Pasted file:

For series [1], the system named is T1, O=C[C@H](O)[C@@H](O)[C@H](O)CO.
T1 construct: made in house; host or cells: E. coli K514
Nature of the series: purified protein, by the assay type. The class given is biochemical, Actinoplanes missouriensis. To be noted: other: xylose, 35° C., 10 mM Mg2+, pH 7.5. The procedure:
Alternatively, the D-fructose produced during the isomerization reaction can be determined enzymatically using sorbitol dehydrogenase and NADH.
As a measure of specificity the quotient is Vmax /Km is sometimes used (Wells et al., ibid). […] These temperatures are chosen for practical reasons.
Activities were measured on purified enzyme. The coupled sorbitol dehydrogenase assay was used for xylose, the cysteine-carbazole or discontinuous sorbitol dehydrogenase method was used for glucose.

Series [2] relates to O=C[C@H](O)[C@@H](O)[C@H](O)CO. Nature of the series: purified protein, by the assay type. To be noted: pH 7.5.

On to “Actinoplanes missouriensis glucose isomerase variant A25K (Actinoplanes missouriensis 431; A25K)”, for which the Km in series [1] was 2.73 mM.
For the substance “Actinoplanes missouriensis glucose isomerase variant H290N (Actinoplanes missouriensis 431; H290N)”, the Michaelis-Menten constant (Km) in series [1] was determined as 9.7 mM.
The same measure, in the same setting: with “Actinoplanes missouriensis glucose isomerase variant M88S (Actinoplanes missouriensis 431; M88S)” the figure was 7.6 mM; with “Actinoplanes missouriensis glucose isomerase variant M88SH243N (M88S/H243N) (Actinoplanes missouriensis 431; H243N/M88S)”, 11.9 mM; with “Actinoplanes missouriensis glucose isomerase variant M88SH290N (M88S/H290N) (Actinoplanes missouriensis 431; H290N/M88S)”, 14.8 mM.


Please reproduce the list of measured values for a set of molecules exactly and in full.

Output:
For series [1], the system named is T1, O=C[C@H](O)[C@@H](O)[C@H](O)CO.
T1 construct: made in house; host or cells: E. coli K514
Nature of the series: purified protein, by the assay type. The class given is biochemical, Actinoplanes missouriensis. To be noted: other: xylose, 35° C., 10 mM Mg2+, pH 7.5. The procedure:
Alternatively, the D-fructose produced during the isomerization reaction can be determined enzymatically using sorbitol dehydrogenase and NADH.
As a measure of specificity the quotient is Vmax /Km is sometimes used (Wells et al., ibid). […] These temperatures are chosen for practical reasons.
Activities were measured on purified enzyme. The coupled sorbitol dehydrogenase assay was used for xylose, the cysteine-carbazole or discontinuous sorbitol dehydrogenase method was used for glucose.

Series [2] relates to O=C[C@H](O)[C@@H](O)[C@H](O)CO. Nature of the series: purified protein, by the assay type. To be noted: pH 7.5.

On to “Actinoplanes missouriensis glucose isomerase variant A25K (Actinoplanes missouriensis 431; A25K)”, for which the Km in series [1] was 2.73 mM.
For the substance “Actinoplanes missouriensis glucose isomerase variant H290N (Actinoplanes missouriensis 431; H290N)”, the Michaelis-Menten constant (Km) in series [1] was determined as 9.7 mM.
The same measure, in the same setting: with “Actinoplanes missouriensis glucose isomerase variant M88S (Actinoplanes missouriensis 431; M88S)” the figure was 7.6 mM; with “Actinoplanes missouriensis glucose isomerase variant M88SH243N (M88S/H243N) (Actinoplanes missouriensis 431; H243N/M88S)”, 11.9 mM; with “Actinoplanes missouriensis glucose isomerase variant M88SH290N (M88S/H290N) (Actinoplanes missouriensis 431; H290N/M88S)”, 14.8 mM.